Moving on with the Abu Ghraib photos at www.antiwar.com/news/?articleid=8560 --

The third photo down shows an odd image: a naked man (we can assume from his muscular shoulders, despite his broad buttocks) with pale skin and dark hair, his back to the camera, standing with his arms outstretched and his legs crossed, in the middle of a bare corridor lined with barred doors.  His legs are visible down to the ankles, which wear manacles, and we can see part of a chain between them. The man is splattered with brown stains, from the back of his head to his buttocks, with streaks on his legs down to his ankles and on his arms down to thick smears on his outspread hands.  The smears are exactly where we would expect them to be if the man had fallen on his back, with his arms outstretched in front of him, into a large puddle of mud and then wiped off what he could reach with his hands before being stopped.

The corridor is clearly inside a prison unit;  beyond the naked man we can see two men's hands and forearms, darkly tanned, wearing broad white wristbands, sticking out from between the bars.  The arms are resting on the doors' crossbars, and the hands are relaxed.  At roughly the same distance beyond the naked man stands another man, dressed in military boots, camo pants, medium-wide black belt, brown T-shirt, and apparently black gloves on what we can see of his partly-concealed hands.  His skin is pale, but darker than that of the man in the foreground;  his face and neck are slightly-sunburned pink, but his forearms are tanned -- though not so darkly tanned as the arms sticking out of the cells.  He has dark hair and a mustache, and is holding an 18-inch long black tapering rod in his visible hand.  There is no one else in the corridor, and he has no other visible weapons.  The light is coming from apparently neon lamps above the doors, but primarily from somewhere near or behind the camera.  The photo-resolution is crisp and clear, and the color is naturalistic.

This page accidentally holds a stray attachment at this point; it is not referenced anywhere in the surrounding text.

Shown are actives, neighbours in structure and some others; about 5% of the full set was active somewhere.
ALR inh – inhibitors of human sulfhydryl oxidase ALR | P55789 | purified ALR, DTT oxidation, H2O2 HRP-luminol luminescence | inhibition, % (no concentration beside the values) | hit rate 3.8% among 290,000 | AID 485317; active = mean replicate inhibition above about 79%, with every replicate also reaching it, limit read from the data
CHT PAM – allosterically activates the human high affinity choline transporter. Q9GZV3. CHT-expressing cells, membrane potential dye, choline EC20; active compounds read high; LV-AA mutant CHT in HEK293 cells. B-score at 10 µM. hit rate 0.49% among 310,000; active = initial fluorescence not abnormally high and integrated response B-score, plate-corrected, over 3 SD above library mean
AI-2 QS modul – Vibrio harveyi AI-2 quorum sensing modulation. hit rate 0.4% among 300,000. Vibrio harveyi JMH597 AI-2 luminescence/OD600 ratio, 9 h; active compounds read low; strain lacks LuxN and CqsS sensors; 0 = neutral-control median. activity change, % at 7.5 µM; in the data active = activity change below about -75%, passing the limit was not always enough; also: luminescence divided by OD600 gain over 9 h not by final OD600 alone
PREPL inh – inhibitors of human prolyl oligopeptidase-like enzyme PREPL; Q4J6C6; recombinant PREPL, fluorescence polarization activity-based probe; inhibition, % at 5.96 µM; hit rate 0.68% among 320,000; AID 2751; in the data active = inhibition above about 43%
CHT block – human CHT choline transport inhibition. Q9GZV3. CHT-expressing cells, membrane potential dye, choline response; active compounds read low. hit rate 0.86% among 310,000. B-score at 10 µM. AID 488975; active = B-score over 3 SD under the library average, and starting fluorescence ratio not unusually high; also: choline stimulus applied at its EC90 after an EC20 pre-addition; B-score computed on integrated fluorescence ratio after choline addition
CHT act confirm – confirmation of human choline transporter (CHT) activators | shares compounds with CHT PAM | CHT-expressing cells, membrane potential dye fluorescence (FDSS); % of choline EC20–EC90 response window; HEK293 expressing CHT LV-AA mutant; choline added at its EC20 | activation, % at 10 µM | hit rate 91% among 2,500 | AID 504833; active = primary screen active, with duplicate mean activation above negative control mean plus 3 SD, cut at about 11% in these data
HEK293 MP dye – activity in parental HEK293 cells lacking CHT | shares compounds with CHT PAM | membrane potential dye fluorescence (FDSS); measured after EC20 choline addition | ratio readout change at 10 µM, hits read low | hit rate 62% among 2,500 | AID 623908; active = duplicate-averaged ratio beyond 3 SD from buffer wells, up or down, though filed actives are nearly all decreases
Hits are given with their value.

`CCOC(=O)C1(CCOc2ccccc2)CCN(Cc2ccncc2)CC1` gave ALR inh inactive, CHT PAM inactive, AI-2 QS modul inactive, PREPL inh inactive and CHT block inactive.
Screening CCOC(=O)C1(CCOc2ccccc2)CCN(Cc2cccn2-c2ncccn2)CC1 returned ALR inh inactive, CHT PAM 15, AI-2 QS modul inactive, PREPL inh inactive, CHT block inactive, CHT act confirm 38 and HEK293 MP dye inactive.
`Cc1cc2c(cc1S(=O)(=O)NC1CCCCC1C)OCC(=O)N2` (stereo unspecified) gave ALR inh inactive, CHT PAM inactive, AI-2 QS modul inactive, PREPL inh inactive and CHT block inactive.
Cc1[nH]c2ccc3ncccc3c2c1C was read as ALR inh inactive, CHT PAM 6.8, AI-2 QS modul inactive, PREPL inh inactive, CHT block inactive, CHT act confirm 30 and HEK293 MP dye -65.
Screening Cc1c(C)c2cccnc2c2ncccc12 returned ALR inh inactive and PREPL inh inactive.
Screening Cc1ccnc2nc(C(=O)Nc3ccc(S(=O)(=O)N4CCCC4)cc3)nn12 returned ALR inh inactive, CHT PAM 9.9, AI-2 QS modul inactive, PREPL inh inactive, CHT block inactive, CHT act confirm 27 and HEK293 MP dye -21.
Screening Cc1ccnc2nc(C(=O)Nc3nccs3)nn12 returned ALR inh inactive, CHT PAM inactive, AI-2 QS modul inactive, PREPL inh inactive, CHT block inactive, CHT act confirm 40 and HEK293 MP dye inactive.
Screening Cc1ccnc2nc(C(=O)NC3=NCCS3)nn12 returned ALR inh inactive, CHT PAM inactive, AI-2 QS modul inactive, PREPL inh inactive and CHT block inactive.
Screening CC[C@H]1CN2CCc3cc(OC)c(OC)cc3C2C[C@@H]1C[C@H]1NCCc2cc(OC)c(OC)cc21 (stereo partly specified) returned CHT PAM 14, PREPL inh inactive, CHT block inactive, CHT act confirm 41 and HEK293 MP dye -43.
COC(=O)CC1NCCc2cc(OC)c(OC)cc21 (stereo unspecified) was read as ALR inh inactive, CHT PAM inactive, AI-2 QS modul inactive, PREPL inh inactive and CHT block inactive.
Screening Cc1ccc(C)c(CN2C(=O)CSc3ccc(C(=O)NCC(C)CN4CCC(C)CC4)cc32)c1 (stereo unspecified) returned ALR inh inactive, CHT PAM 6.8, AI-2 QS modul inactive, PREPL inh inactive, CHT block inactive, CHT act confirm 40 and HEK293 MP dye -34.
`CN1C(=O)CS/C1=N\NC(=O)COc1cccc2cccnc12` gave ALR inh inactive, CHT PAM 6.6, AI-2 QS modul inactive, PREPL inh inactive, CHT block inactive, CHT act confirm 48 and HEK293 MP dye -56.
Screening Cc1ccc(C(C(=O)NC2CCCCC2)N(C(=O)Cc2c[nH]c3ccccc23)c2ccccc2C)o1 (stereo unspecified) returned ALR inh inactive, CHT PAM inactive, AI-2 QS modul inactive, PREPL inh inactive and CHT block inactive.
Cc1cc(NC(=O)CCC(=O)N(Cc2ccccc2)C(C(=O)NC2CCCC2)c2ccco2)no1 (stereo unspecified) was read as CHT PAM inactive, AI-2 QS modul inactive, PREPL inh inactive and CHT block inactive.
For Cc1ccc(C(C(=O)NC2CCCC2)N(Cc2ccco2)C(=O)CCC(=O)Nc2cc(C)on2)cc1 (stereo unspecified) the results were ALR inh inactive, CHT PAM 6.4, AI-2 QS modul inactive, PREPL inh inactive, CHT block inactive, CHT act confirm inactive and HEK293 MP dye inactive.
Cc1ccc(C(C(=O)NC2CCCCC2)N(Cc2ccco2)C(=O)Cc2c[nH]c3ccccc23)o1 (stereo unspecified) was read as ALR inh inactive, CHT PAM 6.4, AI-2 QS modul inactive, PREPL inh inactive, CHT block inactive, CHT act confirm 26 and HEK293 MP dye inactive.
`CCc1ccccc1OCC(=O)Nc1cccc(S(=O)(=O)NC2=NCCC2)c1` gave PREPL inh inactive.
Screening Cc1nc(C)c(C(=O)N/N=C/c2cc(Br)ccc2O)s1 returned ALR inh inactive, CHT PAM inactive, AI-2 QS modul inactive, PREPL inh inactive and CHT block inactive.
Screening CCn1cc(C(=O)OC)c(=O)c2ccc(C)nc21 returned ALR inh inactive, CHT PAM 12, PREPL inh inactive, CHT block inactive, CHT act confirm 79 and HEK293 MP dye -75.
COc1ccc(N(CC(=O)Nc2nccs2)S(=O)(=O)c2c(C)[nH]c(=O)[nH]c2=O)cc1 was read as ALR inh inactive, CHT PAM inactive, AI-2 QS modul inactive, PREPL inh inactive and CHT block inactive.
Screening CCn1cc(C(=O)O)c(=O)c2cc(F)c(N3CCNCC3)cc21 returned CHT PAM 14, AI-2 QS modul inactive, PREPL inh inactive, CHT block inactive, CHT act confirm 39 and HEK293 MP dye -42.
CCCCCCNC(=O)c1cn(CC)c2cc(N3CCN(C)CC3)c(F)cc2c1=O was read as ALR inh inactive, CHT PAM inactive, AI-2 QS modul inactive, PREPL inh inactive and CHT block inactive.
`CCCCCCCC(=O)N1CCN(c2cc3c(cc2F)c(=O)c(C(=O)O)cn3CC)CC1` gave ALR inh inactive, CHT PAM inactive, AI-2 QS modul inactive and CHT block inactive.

This is what we see, and all that we see.  Now, what does it mean?

The added caption (emphasis mine) claims, cautiously: "A baton-wielding US soldier, appears to be ordering a naked detainee covered in a 'brown substance' to walk a straight line with his ankles handcuffed."

But is it really?  Note that lawsuit-evading "appears".   Also note the coyly emphasized "brown substance", meant to imply manure rather than mud.  In fact, the supposed detainee is not walking a straight line but crossing his left foot to the right of his right foot -- a dancing move -- and this may be a quibble, but his ankles are wearing manacles, not "handcuffs";  handcuffs will not fit around the average human ankle, and have little or no chain between them.  The man further down the corridor may well be a US soldier, and the rod in his hand may well be a light expanding baton, but is the man in the foreground a "detainee"?  Note the evidence of the suntanned forearms.